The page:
Let's face it: Therapy is hard work. Hard work for the therapist, hard work for the client.
It's such hard work that sometimes people question its effectiveness. Someone said to me this weekend, "I don't really think that therapists help anyone." After my heart stopped breaking, I thought, "Well, do they?"
Many times, I think, therapists can most help people who are interested in doing the work. Therapy is hard for clients, in part, because a situation can get worse before it can get better. It can be hard because it makes us question parts of ourselves that are sometimes easier to just leave alone. It also requires more than just the typical once-a-week visit - you have to think about the therapy after the visit, think about the changes or decisions you might need to make, and maybe even try one or two out to see what happens.
Therapy is hard for therapists because it's not just about being a good listener. Faced with severely distressed clients, clients in crisis, or even the "worried well," therapists have to work with, for the most part, the information presented to them by the client. The 50-minute hour is often barely enough time to cover the week's goings-on, much less go too in-depth.
In a true spirit of "meet-them-where-they-are," several researchers have been designing mobile phone apps to help people manage anxiety, track moods and feelings, and notice patterns in their lives. The apps also help therapists learn more about what their clients experience during the time between appointments.
Michelle Trudeau of NPR reports: "Here's how one of the apps, called ‘Mobile Therapy,' works: Throughout the day at random times, a ‘mood map' pops up on a user's cell phone screen. ‘People drag a little red dot around that screen with their finger to indicate their current mood,' says Dr. Margaret Morris, a clinical psychologist working at Intel Corp. and the app's designer. Users also can chart their energy levels, sleep patterns, activities, foods eaten and more, she says."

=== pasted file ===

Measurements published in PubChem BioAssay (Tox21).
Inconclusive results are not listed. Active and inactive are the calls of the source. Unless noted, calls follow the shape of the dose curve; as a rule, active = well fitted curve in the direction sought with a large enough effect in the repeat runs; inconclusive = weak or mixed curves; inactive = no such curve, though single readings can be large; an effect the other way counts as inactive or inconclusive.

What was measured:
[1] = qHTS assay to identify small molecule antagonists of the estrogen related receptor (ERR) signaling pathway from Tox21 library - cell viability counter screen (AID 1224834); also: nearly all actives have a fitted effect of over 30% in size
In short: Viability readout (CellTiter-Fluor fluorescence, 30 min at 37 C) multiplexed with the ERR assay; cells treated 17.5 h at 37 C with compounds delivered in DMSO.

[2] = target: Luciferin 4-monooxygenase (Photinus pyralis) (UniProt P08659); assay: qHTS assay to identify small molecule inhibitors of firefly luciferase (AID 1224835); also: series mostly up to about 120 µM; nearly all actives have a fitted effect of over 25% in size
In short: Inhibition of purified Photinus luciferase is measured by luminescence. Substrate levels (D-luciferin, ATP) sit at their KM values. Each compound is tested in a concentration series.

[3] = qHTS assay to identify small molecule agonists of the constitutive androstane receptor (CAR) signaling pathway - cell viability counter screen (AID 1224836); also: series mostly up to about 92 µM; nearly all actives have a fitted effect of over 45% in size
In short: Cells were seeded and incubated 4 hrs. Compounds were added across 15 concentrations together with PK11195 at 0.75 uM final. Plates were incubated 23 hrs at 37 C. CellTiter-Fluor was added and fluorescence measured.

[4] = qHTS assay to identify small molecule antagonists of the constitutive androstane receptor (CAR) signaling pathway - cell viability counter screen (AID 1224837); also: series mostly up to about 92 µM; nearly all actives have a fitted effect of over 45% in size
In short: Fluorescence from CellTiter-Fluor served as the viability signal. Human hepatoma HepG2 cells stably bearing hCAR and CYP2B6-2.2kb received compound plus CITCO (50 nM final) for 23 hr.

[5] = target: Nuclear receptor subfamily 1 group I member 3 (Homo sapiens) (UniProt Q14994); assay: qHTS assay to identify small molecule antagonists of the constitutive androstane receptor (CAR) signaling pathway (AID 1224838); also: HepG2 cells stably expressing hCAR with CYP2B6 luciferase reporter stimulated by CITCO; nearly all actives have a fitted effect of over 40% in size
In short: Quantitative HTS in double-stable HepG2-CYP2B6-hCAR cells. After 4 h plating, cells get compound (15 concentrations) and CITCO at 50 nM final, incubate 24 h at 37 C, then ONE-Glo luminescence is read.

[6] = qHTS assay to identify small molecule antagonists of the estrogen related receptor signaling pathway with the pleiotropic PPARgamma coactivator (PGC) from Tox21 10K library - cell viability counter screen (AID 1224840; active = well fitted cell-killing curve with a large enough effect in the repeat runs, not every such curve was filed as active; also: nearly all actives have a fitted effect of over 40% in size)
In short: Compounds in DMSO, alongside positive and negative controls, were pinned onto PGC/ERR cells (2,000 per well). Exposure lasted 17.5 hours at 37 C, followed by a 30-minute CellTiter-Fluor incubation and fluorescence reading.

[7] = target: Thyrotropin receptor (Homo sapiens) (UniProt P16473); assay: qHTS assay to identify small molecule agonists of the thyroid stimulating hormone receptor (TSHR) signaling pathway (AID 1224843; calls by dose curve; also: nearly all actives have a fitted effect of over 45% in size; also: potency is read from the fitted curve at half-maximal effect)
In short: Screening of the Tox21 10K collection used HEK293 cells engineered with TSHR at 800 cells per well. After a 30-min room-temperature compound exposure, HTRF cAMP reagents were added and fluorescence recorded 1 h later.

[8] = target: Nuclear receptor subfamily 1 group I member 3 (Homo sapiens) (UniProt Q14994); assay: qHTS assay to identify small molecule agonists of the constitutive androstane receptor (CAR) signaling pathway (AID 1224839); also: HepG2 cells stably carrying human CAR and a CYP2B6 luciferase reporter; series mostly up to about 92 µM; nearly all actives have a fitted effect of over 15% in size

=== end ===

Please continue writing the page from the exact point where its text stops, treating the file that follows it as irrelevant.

"Based on the information entered by the user, the app offers ‘therapeutic exercises' ranging from ‘breathing visualizations to progressive muscle relaxation' to useful ways to disengage from a stressful situation, Morris says. And the information the app captures can later be charted, printed out and reviewed. The idea is that users can look at a whole week of mood data to see if there are any connections between their mood and other factors happening in their lives, and record it into the app.
Another app has been designed by researchers Gavin Doherty and Mark Matthews at Trinity College in Dublin to be used with cognitive behavioral therapy (CBT), especially with teens.
Reports NPR's Trudeau: "An essential component of CBT is ‘homework,' which involves patients keeping a daily diary, charting their moods, energy levels, sleep, activities, etc."
"Typically, patients will bring their paper charts into their therapist to discuss them during their weekly therapy session. But many patients - especially teens - balk at doing the CBT homework, and many stop doing it."
"Previous research suggests that patients who do their CBT homework assignments and practice them between sessions are the ones who benefit the most and benefit the most quickly."
While clearly not a substitute for therapy, these apps do seem to provide a real complement to regular therapy of different types. Therapists can help people; apps can help people, too, and might even help therapists help people better.
These apps also promote self-awareness, a critical component of personal growth, and provide unique insight for therapists working with clients who might otherwise be reluctant to open up or do their ‘homework' - teens in particular.
What do you see as potential pitfalls or positive aspects?
Copyright 2010 Elana Premack Sandler, All Rights Reserved